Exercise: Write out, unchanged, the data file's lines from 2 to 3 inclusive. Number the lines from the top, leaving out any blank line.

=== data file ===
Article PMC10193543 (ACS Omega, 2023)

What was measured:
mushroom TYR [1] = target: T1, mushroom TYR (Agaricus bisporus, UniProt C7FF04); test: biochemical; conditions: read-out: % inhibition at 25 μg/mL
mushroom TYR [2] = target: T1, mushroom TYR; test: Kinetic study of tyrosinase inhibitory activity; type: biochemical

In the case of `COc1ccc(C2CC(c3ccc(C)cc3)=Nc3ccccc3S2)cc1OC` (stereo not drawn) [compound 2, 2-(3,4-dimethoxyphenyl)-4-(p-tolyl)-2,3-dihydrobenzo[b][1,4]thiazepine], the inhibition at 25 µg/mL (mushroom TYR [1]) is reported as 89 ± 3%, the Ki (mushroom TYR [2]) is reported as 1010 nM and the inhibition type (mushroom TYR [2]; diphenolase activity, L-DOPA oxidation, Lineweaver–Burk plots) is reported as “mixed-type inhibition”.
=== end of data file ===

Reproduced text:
What was measured:
mushroom TYR [1] = target: T1, mushroom TYR (Agaricus bisporus, UniProt C7FF04); test: biochemical; conditions: read-out: % inhibition at 25 μg/mL